The Best Astronomy Images of 2012
I couldn’t pick just 10—you have to see all 21 of these mind-bending shots.
The Universe is beautiful.
Which is interesting. It doesn’t have to be; it could be all colorless and weird and lumpy. Instead, it’s bursting with color, sculpted by vast forces, molded into fantastic shapes that please our eyes and delight our brains—especially once we understand what we’re seeing.
Every December I pick my favorite images from the previous year to display, a task that is extraordinarily difficult. I always wind up with a list of about 60 or 70, and I have to cull it down mercilessly. Such is the case this year again, and I could pare it only to 21, a score and more of gorgeousness for you to soak in. I choose the pictures not just for their beauty but also because they are interesting, and different—ones that stand out from the crowd somehow. I usually put them in order with my favorite one last, but this year I just can’t. I’ll let you know my favorite when you get to it—I expect you’ll agree—but other than that it’s just a dead tie.
Many of these, you might expect, are from Hubble, but other telescopes get their share, as well as some that were taken by amateur astronomers with not much more than good cameras and a desire to see and capture the Universe.
I can’t argue with that sentiment. So here they are; enjoy.
The Sun’s Arch Rival
On Aug. 31, 2012, the Sun had a major hissy fit: A vast arch of material was lifted up off the surface by the Sun’s powerful magnetic field. Sometimes these arches collapse back down, but this one erupted, blasting literally hundreds of millions of tons of superheated plasma into space at a speed of 1,400 kilometers per second (900 miles per second)—over a thousand times faster than a rifle bullet. The scale of this is crushing—the arch was 300,000 kilometers (200,000) miles) across, 25 times larger than the Earth. As we near the peak of the Sun’s magnetic cycle, we’ll be seeing even more activity like this in the coming months.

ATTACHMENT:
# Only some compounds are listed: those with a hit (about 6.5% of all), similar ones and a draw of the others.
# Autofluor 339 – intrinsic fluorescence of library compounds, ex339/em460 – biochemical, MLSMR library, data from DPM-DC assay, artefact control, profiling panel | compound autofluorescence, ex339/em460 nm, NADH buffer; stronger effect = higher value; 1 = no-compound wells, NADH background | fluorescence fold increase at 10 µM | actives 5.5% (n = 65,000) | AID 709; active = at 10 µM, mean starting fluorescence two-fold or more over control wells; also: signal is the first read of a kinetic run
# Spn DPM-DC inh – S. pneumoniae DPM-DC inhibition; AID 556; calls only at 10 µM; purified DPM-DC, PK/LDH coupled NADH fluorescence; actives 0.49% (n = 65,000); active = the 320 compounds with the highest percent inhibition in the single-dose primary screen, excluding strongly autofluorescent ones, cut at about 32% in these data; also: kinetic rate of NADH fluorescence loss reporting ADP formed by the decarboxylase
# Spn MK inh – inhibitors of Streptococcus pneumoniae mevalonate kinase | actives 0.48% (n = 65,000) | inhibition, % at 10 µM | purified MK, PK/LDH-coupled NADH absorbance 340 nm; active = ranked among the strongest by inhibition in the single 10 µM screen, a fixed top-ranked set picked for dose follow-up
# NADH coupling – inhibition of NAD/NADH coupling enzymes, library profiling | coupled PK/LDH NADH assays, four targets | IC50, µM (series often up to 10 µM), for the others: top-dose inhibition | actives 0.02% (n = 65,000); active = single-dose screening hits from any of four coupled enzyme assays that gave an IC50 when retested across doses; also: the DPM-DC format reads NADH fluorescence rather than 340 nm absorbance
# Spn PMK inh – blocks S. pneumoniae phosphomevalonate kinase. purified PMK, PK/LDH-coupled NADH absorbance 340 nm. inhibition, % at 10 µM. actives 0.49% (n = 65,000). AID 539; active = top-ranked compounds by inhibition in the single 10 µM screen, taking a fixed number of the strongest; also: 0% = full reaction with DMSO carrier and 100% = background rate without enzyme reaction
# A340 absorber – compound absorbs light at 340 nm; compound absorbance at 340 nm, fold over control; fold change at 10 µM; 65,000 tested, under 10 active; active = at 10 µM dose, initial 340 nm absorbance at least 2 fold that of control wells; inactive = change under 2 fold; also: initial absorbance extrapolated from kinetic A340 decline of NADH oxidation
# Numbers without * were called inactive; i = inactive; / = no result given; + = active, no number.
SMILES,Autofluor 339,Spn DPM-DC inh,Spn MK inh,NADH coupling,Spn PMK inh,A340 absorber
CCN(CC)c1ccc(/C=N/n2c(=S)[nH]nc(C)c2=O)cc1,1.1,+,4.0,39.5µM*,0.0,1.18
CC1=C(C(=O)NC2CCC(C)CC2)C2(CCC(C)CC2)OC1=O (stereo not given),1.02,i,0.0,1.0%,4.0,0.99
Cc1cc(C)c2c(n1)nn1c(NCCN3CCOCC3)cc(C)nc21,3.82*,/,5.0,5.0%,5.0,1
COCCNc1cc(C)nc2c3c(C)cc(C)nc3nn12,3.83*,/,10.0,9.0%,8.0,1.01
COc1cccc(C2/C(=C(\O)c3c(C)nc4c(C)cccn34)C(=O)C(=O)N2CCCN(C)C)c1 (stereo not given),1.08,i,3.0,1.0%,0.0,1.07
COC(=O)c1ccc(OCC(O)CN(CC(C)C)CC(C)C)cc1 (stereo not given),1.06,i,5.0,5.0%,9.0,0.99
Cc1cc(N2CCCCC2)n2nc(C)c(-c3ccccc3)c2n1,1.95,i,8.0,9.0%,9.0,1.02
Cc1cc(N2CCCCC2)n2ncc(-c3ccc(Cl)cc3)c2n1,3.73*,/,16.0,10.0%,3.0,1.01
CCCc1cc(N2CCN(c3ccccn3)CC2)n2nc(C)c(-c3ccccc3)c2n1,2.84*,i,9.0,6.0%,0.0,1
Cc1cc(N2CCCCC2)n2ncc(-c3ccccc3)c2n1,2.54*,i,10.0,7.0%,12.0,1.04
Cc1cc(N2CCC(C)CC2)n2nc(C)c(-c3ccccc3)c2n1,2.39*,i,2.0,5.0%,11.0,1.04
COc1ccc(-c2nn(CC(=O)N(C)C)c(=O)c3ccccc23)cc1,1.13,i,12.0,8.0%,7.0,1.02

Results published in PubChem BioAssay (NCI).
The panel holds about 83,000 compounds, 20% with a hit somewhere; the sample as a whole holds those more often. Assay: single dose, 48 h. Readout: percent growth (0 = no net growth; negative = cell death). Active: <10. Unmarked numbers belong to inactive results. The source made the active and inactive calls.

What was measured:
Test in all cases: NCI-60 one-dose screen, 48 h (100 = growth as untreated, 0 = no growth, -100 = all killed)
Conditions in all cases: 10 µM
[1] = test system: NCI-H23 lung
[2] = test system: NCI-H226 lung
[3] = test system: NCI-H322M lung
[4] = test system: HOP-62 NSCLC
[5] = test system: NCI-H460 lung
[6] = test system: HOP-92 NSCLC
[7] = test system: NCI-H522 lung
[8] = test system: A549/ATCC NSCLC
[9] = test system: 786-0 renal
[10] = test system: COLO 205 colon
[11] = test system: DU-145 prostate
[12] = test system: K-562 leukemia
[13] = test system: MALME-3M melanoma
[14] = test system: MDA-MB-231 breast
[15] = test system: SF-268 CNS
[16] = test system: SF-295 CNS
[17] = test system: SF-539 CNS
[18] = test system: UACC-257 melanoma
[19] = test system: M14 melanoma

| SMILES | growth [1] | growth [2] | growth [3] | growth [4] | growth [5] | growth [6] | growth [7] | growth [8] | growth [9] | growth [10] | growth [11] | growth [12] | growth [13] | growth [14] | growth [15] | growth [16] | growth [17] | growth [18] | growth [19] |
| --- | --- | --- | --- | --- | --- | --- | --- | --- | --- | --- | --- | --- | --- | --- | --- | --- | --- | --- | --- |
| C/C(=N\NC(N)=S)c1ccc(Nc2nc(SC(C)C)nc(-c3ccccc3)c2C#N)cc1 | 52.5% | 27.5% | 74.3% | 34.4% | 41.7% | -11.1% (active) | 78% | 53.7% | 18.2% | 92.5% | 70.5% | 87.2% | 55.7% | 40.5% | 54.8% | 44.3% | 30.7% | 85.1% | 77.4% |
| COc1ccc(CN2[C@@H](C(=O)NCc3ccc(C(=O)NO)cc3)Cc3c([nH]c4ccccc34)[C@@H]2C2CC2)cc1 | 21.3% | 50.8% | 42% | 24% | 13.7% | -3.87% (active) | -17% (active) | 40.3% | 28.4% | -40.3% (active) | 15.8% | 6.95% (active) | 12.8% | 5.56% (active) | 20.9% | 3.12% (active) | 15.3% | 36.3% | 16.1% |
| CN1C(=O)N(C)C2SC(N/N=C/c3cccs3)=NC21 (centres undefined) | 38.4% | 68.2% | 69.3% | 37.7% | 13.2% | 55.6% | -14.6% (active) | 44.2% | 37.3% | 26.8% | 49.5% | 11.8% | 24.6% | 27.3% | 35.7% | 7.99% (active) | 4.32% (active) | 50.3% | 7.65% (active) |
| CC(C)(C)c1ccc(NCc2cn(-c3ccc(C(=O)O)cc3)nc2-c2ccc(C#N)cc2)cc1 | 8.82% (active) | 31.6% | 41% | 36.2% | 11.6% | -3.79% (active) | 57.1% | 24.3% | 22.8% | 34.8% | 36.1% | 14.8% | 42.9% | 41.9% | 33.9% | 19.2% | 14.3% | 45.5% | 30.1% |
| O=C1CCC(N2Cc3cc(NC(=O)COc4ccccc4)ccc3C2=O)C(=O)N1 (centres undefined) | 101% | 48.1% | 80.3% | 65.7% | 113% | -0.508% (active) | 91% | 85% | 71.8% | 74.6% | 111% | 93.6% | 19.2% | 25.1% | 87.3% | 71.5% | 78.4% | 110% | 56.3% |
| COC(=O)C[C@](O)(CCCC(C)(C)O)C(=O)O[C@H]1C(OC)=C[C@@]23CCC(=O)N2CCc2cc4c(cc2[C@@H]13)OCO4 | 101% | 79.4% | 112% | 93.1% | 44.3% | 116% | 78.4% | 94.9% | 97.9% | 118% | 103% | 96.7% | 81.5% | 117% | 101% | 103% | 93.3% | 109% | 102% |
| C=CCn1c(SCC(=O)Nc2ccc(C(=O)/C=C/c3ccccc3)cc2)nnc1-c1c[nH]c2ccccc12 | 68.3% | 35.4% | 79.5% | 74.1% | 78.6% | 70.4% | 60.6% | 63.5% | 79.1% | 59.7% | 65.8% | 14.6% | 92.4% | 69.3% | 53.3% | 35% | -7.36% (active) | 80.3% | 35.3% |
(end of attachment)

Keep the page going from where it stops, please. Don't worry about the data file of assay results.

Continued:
Venus Transits the Sun
Venus orbits closer to the Sun than the Earth does, and on rare occasions our orbits align such that Venus passes directly in front of the Sun. The last time this happened was in 2004, and it happened again on June 5, 2012. Probably millions of photos of the event were taken, but one of my favorites is this view from the NASA/JAXA (Japanese Space Agency) Hinode spacecraft, just as Venus was fully entering the Sun’s disk. The Sun looks like a boiling cauldron with Venus silhouetted against it. The ring around the planet is from Venus’s thick atmosphere, scattering and bending the sunlight coming through from the other side.